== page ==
30 Jun Should You Be Thinking About Consolidating Your Student Loans Now?
When should you think about repaying your student loans? I always tell my students and parents to start thinking about payment before they ever receive the money, because student loan debt can affect the student and the family’s financial situation for many years to come. Be acutely aware of how much money you borrow, borrow only what you need, and understand exactly how much it will cost you to repay these loans.
If you are a college student who just graduated, there is a little more urgency in this thought process. You may start receiving payment due notices before the end of the year, and need to have a sound strategy in place before then. Since most students take out numerous student loans over the course of their college career, it can become overwhelming trying to figure out the total amount due and keep on top of the monthly payments. One possibility you will want to research now is student loan consolidation.
Student loan consolidation is the process of taking all of your outstanding student loans and bundling them into one. It may be similar to consolidating your credit card payments. You may have a number of credit cards at different interest rates from different credit card companies, and decide that it is getting too complex to manage. You take out a personal loan to cover the cost of those debts and then make monthly payments on the personal loan. The same principle is true with your student loans, but you must first be sure to separate your debt into federal student loans and private student loans because they cannot be mixed for consolidation.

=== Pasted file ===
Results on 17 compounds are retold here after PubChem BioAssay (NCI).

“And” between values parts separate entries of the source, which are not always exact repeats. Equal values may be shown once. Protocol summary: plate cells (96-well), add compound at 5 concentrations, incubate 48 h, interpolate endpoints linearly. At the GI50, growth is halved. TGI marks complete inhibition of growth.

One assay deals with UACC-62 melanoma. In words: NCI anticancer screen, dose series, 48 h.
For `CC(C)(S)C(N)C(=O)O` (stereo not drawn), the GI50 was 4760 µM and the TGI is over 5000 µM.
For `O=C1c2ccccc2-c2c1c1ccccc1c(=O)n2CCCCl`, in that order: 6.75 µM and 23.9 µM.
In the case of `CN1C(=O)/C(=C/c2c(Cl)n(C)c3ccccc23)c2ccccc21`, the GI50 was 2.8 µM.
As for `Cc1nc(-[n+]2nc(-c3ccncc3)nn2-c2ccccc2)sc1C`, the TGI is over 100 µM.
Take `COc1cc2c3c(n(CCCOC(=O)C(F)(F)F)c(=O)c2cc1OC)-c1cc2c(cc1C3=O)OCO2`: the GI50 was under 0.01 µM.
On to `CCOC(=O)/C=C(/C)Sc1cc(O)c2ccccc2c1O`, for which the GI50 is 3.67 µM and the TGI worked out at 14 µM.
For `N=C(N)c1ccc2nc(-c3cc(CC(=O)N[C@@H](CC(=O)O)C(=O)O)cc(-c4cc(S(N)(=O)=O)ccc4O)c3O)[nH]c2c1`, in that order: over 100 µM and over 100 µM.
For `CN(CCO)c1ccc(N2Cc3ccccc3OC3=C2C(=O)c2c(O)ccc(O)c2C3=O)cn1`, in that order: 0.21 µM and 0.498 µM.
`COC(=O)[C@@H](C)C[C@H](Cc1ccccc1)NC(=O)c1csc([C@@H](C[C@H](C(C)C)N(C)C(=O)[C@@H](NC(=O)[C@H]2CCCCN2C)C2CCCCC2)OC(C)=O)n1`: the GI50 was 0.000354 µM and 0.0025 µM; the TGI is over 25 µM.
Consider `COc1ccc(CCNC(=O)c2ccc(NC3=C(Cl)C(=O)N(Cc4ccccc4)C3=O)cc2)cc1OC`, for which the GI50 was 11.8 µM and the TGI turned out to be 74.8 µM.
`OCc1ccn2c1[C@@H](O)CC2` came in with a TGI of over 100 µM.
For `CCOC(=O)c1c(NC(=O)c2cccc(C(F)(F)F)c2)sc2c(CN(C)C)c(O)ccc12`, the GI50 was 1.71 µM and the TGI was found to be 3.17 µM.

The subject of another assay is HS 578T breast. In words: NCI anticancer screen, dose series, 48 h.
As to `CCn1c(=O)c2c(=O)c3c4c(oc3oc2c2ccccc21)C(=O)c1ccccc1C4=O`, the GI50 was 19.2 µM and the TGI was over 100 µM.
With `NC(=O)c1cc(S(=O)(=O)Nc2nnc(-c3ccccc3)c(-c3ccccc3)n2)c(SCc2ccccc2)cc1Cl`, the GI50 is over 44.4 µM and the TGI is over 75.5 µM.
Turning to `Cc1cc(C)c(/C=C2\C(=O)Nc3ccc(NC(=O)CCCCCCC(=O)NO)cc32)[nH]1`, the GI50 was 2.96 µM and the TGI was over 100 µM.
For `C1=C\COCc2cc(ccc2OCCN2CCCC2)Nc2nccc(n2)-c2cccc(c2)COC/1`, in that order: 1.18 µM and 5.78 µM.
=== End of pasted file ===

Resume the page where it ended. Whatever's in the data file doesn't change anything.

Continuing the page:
A Direct Consolidation Loan allows you to consolidate or combine multiple federal education loans into one loan. The result is a single monthly payment instead of multiple payments. There is no application fee to consolidate your federal student loans. Loan consolidation for these loans can greatly simplify loan repayment by centralizing them into one bill. It can also lower monthly payments by giving you up to 30 years to repay your loans. There might be additional access to alternative repayment plans you would not have had before, and you could be able to switch any variable interest rate loans to a fixed interest rate if you believe that interest rates are going to increase.
Although it might seem like a no-brainer, there are downsides to consider. Increasing the length of repayment might mean that you end up making more payments and paying more in interest. You could also be in danger of losing some of your original borrower benefits. Depending on your original loan, this might include interest rate discounts, principal rebates, or some loan cancellation benefits.
Similar benefits and potential negatives apply to the consolidation of private student loans. That is why now is definitely the time to think about loan consolidation, so you can make decisions that are best for your individual financial situation.
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